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Thamizh Talkies: The sun among stars- Cinema express

Thamizh Talkies: The sun among stars

The writer is a producer and art curator

Published: 24th July 2022

Icons are powerful—I mean the living, breathing ones, not of the apps on your smartphone. Some icons inspire with their work while others inspire with their personas. Few impress us with both. Who they are and what they do become aspirational and heartening. Suriya is one such icon. A National Award has been long overdue and it could have been given for any of his earlier standout performances (like in Vaaranam Aayiram, for example), but the timing of this one (for Soorarai Pottru) couldn’t have been better! It’s not just a “precious coincidence” to get the award as a birthday present (as Mohanlal had tweeted); it’s also a triumph against all odds with a film that didn’t see a theatrical release in 2020 due to the pandemic.

Any other star would have insisted on waiting it out. But Suriya had a lot riding on this film. It was a biopic of sorts, and the production scale was big. It was a film with a heart of gold and wasn’t a regular triumph of the underdog tale. Furthermore, it was also the first time Suriya and 2D Entertainment were backing a ‘woman filmmaker’; so, the task of ‘ensuring an opening’ was entrusted to Suriya, the sole ‘bankable factor’. The sale of a film is predetermined on the basis of actor-director-music director combinations. Here, Suriya was both the actor and producer; so, there was immense pressure to hold the release back. The world was reeling under the first wave of the pandemic, and so, an ‘opening’ was out of the window. The film had to be released somehow, and producers Suriya, Jyotika and the co-producer Rajasekar Pandian saw an opportunity where the world saw a problem. 

OTT vs theatre is a hot topic till date, but OTT platforms are blessings in disguise for filmmakers seeking a legit avenue to release their film when theaters are closed. The move to release a big film like Soorarai Pottru on a digital platform was not supported by the film industry then. Even when Kamal Haasan had suggested that Vishwaroopam could be a ‘direct-to-home’ release as it would give a larger audience access to the film, it was met with only rebuttal. But this time, the situation warranted such a release, and this wasn’t new for 2D which had premiered Jyotika’s Ponmagal Vandhaal earlier on the same OTT platform in which Soorarai Potru opened to great response.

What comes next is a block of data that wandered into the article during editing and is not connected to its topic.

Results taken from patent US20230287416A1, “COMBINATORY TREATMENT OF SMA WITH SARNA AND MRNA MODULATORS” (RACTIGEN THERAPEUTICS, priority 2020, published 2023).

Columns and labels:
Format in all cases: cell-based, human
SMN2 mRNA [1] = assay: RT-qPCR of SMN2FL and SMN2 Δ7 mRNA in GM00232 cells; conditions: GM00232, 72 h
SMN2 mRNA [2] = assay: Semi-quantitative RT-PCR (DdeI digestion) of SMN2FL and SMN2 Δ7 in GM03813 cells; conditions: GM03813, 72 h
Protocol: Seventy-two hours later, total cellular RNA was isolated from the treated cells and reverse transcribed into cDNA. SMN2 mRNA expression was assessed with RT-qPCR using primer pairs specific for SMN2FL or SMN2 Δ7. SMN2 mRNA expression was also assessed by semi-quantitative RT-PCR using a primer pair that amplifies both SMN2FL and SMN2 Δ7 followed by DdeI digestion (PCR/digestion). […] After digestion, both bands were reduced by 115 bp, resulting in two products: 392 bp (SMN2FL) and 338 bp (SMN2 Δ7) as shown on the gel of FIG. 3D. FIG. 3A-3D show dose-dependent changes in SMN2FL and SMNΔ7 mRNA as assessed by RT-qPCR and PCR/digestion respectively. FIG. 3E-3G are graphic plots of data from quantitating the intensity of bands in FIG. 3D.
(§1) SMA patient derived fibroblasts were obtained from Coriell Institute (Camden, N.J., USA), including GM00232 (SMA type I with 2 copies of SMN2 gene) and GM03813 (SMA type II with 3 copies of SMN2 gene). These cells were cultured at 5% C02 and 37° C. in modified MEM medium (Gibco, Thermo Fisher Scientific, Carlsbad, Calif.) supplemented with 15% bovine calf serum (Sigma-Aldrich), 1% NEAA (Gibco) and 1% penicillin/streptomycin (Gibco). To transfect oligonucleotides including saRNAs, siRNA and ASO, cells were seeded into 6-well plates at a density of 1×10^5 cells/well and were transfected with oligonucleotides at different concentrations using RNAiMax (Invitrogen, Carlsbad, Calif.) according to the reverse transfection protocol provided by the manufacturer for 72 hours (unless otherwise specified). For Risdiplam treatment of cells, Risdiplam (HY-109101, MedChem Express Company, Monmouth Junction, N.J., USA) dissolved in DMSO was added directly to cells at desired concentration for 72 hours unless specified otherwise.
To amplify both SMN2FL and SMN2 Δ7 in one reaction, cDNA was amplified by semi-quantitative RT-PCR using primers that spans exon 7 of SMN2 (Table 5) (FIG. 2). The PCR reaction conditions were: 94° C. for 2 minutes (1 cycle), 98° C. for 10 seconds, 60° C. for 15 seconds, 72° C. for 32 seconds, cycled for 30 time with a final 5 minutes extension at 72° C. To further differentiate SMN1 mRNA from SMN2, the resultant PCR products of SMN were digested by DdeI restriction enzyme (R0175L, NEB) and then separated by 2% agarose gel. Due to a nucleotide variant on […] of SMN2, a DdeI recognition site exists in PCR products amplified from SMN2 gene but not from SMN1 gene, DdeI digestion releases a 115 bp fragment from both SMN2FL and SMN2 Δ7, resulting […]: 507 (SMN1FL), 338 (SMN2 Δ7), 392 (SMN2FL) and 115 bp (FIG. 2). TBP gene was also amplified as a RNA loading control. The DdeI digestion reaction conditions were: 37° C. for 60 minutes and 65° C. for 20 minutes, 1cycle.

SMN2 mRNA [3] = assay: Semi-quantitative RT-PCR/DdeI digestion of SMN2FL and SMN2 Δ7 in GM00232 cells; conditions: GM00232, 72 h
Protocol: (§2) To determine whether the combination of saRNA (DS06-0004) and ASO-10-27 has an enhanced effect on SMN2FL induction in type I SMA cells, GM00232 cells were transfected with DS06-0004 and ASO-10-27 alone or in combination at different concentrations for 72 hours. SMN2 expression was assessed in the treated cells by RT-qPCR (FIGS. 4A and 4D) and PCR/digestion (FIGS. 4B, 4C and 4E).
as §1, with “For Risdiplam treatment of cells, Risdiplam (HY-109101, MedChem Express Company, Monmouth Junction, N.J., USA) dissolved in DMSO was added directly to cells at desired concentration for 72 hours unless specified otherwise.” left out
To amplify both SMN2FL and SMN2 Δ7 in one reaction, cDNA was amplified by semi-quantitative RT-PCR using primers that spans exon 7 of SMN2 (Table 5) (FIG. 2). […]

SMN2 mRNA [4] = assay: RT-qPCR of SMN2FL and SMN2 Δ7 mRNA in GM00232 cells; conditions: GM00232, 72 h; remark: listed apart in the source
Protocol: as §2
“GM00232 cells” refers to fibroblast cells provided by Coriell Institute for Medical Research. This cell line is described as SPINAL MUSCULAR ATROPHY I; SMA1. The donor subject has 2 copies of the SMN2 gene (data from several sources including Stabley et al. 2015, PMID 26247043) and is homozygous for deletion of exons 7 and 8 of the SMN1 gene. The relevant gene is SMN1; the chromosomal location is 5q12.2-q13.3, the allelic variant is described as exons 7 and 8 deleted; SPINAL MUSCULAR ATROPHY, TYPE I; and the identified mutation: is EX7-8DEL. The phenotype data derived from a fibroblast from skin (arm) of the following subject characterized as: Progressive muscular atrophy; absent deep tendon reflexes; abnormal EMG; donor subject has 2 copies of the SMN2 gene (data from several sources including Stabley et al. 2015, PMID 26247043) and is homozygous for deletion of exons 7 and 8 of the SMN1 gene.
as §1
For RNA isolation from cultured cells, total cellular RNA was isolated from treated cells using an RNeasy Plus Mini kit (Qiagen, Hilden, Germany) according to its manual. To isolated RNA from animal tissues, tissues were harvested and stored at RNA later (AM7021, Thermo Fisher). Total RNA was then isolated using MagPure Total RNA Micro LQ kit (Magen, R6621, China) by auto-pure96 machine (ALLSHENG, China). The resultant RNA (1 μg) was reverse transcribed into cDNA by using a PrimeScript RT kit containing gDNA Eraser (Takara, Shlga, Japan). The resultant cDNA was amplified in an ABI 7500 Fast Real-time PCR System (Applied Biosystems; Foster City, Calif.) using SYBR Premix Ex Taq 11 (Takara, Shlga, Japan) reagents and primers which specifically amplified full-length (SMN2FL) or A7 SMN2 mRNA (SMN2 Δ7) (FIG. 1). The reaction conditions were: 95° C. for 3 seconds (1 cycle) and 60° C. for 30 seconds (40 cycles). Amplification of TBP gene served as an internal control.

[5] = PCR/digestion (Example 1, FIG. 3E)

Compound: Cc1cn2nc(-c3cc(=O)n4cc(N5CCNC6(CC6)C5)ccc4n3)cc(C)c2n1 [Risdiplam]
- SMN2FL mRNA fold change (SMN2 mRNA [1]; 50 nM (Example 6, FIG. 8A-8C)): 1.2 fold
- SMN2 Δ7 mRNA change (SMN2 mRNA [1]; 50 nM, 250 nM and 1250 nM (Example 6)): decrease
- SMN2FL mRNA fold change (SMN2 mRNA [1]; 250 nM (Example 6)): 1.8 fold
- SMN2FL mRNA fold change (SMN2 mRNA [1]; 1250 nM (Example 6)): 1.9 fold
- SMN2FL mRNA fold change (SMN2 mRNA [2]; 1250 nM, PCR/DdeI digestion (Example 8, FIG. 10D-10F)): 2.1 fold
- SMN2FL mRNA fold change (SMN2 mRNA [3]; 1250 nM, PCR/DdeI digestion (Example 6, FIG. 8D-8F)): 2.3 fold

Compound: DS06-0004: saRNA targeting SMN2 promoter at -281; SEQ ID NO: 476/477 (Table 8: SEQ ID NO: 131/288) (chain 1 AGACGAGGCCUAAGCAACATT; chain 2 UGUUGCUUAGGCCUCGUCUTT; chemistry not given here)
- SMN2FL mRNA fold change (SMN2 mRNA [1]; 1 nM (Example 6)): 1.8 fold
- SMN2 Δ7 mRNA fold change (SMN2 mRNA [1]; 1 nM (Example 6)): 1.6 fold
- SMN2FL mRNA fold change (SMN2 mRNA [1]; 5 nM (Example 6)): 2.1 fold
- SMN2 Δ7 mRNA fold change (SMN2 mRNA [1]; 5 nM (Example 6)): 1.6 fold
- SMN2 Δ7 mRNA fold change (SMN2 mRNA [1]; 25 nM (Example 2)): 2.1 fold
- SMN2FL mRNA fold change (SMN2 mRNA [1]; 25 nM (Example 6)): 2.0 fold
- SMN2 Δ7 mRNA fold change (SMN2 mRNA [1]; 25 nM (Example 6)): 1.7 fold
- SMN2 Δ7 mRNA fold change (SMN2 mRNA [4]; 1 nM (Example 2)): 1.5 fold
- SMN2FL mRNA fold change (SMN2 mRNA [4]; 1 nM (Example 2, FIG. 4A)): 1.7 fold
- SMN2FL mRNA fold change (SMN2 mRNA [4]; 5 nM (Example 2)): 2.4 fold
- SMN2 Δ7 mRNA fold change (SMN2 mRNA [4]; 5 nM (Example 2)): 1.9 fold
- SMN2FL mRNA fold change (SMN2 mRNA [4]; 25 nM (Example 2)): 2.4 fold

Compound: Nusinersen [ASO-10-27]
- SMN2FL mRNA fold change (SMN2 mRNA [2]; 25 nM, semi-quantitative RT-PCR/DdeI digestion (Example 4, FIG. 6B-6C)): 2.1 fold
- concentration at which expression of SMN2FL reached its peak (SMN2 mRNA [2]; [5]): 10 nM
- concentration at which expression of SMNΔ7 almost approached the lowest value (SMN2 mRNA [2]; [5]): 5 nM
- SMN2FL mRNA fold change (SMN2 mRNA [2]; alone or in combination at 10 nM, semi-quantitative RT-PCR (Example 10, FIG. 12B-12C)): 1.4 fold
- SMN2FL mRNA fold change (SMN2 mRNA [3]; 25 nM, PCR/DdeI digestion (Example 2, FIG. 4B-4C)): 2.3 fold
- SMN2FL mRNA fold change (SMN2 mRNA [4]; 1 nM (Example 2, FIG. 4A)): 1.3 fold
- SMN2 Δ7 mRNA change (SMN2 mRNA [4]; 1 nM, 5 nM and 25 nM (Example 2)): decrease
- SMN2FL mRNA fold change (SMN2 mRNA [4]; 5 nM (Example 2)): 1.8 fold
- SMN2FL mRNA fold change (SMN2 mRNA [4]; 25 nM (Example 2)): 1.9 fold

Sudha Kongara created history with her film in more ways than one. The might of a hero who went the extra mile was seen both on screen and off screen as Suriya ensured the film was mounted and promoted like a theatrical release. A seamless understanding between direction and production departments goes a long way in ensuring success—sometimes, as long as the distance between Chennai and Delhi!

The five National Awards for the film are feathers on the already decorated 2D crown. With Sudha Kongara’s success, one can see a ‘clearing’ for women technicians and talents to forge ahead. There is light at the end of a long road, and it perhaps is not a tunnel anymore for women filmmakers? This is still a question mark because one wants to see more companies like 2D come forward to work with women writers and directors, and front lined by major motion picture movie stars.

There are stars, and then, there is Suriya, who has consistently strived to dodge the regular and rise up to the top line of bankable heroes with stories he believes in. Some films work and some don’t, but his intent to give good cinema continues. The awards are a pat on the back for the effort taken not just for one film but a bunch of them. Soorarai Pottru is a representative of many, and its hero, an example to many. Perhaps Mani Ratnam foresaw this success and renamed him? Shine on like the sun you are, Suriya!

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